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Talk:Guadalcanal campaign

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Revision as of 03:03, 22 March 2008 by J. Noel Chiappa (Talk | contribs) (the turning point: missing clause)

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 Definition The first Allied offensive campaign of the Pacific theater in WWII, fought August 7, 1942 and February 9, 1943; Allied victory [d] [e]

cleanup

Besides removing a lot of Wikistuff, I simplified the text and notes, added more on strategy, and greatly expanded the bibliography. Richard Jensen 20:44, 4 November 2007 (CST)

the turning point

I'm pondering this description of Guadalcanal as "the turning point" of the Pacific war. (Luckily for us, this isn't Wikipedia, we don't have to "cite sources" for our opinion - we can just work it out, and say what we like! :-)

Conventionally, the other one that's mentioned is Midway. To them, I add the Kokoda Trail / Coral Sea pair, which stopped the advance towards Australia. (Which of this latter pair, if either, is the more important in that is something I'd have to think about.) Mind, I don't have a fixed opinion about which of the three is 'the' turning point - or even if there is one such thing one can name. This note is more in the vein of 'thinking out loud' about this issue, a meditation on the question.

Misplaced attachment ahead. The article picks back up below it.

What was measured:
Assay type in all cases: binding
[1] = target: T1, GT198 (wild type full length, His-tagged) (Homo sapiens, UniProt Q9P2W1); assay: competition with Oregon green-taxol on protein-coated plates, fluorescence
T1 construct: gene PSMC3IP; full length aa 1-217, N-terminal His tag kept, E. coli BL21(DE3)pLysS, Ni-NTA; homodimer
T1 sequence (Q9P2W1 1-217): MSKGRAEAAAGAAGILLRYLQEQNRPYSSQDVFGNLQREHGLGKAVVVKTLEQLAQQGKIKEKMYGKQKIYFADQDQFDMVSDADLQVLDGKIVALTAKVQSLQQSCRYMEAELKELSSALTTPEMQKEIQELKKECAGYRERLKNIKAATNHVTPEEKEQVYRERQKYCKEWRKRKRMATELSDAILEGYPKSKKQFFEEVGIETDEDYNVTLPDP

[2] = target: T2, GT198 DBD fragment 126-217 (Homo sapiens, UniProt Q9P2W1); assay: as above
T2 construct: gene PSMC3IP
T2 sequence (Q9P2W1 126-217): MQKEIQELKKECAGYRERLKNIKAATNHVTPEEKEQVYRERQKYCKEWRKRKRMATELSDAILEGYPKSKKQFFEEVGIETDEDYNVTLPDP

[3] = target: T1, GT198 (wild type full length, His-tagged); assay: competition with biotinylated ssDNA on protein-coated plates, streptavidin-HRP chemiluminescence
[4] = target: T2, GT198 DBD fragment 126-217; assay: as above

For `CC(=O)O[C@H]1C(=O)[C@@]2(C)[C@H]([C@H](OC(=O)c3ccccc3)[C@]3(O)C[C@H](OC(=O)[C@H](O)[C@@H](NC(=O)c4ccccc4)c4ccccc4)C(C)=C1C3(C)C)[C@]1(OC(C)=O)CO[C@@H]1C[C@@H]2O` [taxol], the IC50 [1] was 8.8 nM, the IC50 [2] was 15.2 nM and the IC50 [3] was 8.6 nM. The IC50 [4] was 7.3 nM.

To decide which was the most important turning point of the war, I think one needs to ask 'which one did the most to damage or prevent the Japanese attaining their strategic goals'. At this point, there's a bit of difficulty, because I'm not sure the Japanese had attainable or viable strategic goals - it seems to me that once they attacked the US, the US was not going to rest until the Japanese were defeated. Complete defeat of the US was obviously infeasible for the Japanese. The best the Japanese could hope for, I think, was to create a defensible 'perimiter' (as much as such a thing can exist in a maritime environment like the Pacific), and hope that they could hold the US off until it got tired of the war and agreed to a negotiated settlement. Looking at each of these three in this light: